Hunt for the Hollywood hacker who leaked Jennifer Lawrence's naked pictures
Amateur internet detectives are hunting for the hacker but it's not clear which law enforcement agency is leading the effort in real life
The leak of nude photographs of Jennifer Lawrence has sparked a massive hunt for the hacker by the amateur sleuths of the internet.
But it's not clear who - if anyone - in law enforcement is actually investigating in real life.
The fact that many of the victims of the crime are based in Hollywood would make the Los Angeles Police Department an obvious first port of call.
A harried spokeswoman said that despite an avalanche of media interest she didn't know whether Los Angeles detectives were on the case. "I'm not sure if that's something our agency is handling," she said.
At the FBI - first in Los Angeles and then at their national headquarters in Washington DC - no one was available to comment on the case.
A spokesman for Lawrence said "authorities have been contacted and will prosecute anyone who posts the stolen photos" but did not say which law enforcement agency the starlet had reached out to.
History suggests that such a case - involving high-profile targets, a potential breach of Apple's iCloud system, and hackers who may operate across state or international lines - will eventually end up with the FBI.
In late 2010, the FBI launched the colourfully-named "Operation Hackerazzi" to hunt down the hacker who stole naked pictures from the iPhones and computers of Scarlett Johansson, Mila Kunis and other celebrities.
The investigation, led by the FBI's field bureau, took 11 months but eventually led to the arrest and prosecution of Christopher Chaney, a Florida hacker.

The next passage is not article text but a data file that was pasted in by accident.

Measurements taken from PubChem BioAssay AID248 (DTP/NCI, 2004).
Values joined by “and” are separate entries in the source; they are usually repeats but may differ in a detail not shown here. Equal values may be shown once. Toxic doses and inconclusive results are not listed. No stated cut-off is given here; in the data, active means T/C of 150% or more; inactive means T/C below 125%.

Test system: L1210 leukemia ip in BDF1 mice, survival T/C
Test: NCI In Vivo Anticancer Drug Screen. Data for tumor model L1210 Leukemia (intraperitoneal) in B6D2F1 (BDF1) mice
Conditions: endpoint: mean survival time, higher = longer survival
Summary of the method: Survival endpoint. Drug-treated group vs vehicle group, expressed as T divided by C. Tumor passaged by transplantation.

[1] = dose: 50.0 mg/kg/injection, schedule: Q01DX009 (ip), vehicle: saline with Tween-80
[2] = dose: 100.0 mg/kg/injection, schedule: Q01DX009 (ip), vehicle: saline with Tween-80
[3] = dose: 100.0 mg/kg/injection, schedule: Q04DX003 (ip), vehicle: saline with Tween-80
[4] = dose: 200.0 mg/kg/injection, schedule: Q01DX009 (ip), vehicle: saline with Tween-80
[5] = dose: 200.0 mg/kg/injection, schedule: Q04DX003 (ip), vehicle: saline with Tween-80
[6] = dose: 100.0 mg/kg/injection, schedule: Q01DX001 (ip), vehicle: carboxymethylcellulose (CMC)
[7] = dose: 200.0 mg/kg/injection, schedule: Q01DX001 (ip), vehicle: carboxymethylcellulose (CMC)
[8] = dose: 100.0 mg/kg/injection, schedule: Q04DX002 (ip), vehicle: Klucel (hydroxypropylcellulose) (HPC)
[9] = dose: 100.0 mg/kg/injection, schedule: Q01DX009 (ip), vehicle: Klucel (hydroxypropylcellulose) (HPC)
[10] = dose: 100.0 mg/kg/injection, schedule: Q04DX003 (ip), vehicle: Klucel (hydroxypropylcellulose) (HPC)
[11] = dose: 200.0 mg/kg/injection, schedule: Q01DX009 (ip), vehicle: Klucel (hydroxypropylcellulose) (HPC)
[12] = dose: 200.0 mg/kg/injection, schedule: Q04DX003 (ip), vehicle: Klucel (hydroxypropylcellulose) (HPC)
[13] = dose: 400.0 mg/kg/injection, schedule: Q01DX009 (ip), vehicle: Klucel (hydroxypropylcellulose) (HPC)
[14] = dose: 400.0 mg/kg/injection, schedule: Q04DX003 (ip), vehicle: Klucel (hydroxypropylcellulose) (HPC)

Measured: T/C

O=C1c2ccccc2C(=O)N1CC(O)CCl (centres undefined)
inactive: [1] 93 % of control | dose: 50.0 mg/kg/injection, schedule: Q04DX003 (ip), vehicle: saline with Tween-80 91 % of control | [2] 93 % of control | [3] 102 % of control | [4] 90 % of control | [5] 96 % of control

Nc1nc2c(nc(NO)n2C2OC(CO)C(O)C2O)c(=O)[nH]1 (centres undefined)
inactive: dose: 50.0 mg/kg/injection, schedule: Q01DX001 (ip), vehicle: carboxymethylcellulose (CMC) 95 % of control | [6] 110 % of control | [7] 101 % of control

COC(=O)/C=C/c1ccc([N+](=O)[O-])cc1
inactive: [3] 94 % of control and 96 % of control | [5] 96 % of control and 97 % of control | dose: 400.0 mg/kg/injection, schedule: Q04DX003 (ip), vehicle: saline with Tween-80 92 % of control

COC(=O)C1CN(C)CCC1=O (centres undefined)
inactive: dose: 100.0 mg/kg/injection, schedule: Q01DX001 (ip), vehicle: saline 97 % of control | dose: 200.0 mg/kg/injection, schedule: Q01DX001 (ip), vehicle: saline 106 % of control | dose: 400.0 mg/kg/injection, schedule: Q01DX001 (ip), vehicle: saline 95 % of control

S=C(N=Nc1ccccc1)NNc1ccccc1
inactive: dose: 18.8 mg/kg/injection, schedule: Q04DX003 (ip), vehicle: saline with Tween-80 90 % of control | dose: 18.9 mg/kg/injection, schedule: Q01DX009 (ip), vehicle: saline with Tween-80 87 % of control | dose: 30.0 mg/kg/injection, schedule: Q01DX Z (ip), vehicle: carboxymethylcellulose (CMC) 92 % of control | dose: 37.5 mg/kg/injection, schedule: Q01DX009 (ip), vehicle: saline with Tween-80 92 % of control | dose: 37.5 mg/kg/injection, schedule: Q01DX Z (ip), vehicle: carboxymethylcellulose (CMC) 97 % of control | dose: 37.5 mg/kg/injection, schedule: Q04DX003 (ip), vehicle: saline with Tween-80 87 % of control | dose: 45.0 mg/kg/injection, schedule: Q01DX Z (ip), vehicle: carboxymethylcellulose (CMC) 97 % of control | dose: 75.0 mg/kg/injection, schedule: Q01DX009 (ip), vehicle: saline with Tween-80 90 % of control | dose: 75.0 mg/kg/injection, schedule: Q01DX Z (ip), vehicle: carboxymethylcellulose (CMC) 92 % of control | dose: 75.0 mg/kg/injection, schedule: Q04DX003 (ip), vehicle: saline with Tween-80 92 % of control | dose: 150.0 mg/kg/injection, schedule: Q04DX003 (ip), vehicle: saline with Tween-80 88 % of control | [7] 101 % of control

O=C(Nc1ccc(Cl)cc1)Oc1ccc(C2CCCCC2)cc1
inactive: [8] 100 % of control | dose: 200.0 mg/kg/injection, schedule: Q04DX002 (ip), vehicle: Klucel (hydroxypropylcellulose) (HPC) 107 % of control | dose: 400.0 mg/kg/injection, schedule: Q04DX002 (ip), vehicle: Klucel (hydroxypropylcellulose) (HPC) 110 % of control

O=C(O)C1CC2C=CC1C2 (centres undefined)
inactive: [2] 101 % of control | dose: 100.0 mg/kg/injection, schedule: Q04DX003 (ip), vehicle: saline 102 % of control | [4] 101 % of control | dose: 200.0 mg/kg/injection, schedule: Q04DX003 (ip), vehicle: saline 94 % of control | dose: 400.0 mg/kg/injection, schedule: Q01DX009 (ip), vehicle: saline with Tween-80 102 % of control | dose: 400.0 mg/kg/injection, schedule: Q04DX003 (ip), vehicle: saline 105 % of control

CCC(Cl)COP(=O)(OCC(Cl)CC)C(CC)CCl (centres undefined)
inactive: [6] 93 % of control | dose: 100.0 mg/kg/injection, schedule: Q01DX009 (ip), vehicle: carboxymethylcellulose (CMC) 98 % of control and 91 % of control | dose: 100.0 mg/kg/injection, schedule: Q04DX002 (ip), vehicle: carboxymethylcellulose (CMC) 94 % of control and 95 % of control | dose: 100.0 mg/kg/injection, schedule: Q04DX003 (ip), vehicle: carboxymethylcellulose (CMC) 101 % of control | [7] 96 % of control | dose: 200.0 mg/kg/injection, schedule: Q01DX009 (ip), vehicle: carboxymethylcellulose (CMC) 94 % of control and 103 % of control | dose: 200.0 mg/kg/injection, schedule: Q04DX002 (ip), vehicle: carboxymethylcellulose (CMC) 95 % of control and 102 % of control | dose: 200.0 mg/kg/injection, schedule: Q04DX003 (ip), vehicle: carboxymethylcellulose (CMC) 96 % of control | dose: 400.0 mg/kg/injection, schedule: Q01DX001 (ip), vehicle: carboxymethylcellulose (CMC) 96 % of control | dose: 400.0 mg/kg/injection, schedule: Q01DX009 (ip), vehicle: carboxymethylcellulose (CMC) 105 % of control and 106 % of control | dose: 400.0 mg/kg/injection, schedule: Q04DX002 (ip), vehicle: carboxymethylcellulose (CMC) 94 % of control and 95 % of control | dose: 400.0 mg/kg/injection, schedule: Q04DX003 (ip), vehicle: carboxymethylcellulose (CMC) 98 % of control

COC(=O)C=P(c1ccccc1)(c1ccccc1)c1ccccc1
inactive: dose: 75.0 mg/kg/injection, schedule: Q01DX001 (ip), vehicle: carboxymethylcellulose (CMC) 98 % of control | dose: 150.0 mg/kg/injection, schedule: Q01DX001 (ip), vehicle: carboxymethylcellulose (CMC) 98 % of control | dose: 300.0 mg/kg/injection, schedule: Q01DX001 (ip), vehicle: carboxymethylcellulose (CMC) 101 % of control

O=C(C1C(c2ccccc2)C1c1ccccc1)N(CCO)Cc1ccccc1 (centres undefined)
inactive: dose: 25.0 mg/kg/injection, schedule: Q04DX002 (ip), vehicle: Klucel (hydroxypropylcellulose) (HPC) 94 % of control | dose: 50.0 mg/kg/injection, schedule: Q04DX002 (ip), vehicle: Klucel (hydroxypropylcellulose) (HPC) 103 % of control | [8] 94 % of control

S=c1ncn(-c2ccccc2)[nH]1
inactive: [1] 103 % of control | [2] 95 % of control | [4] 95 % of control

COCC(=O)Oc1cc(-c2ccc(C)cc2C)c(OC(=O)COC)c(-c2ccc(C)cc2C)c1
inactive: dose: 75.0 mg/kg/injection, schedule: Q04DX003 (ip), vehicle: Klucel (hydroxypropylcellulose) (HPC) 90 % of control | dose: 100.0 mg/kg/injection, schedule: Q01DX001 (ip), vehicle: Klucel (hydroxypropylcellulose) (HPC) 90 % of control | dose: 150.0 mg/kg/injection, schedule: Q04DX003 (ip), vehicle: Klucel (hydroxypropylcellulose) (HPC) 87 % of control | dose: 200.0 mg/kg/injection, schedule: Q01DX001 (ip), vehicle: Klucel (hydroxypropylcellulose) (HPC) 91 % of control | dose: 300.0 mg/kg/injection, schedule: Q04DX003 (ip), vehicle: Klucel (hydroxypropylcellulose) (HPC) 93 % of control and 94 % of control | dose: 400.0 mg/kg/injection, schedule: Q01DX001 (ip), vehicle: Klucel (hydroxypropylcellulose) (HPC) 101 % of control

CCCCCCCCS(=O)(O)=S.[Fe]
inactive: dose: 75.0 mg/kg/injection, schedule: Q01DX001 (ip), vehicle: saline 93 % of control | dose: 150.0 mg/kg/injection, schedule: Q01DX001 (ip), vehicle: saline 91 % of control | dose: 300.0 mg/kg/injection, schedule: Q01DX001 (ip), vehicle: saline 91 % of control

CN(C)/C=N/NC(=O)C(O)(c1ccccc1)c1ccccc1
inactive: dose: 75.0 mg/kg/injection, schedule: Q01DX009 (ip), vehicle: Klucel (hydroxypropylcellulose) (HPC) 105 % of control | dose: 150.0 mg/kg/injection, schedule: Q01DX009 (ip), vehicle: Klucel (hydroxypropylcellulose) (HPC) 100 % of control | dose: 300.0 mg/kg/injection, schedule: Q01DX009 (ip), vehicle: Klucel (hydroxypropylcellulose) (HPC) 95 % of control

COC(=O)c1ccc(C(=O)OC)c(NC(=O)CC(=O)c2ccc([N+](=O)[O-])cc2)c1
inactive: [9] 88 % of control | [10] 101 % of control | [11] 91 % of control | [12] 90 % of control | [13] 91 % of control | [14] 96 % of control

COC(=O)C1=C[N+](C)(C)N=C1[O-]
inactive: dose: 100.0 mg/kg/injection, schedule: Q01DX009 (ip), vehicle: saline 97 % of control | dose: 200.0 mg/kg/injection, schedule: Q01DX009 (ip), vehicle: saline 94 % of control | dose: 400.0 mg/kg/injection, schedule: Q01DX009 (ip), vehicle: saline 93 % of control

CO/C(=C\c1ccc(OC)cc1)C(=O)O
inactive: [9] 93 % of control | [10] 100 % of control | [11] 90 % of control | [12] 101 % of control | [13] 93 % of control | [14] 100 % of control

Johansson recorded a tearful statement that was played in court, in which she described being "truly humiliated and embarrassed" as her photographs circulated on the internet.
Chaney was sentenced to 10 years in prison.
Apple, meanwhile, has said it is looking into the claims that the photographs were stolen from the celebrities' iCloud system. “We take user privacy very seriously and are actively investigating this report,” a spokeswoman told Recode.
A key element for the tech giant will be whether the whole system is compromised or if hackers had just managed to break into individual accounts.
While law enforcement has so far been tight-lipped about the investigation, a freewheeling and open-sourced investigation is already well underway by the amateur detectives of the internet.
Users of the reddit social networking service have been combing the web for clues and their suspicions soon turned on Bryan Hamade, a 27-year-old man from Georgia.
Redditors claimed that screenshots posted by the leaker of the Lawrence photos showed network drives in the background which matched drives on Mr Hamade's computer.
In an interview with Buzzfeed, Mr Hamade strenuously denied being responsible and said he was being bombarded with abusive phone calls and emails by internet vigilantes.
The detectives of Reddit have leapt to conclusions many times before, most famously accusing a missing university student of being behind the Boston bombings.
The student, Sunil Tripathi, had in fact killed himself some time before but his body was not found until ten days after the bombing.
Reddit's general manager later posted an apology, saying discussions on the site had "fuelled online witch hunts".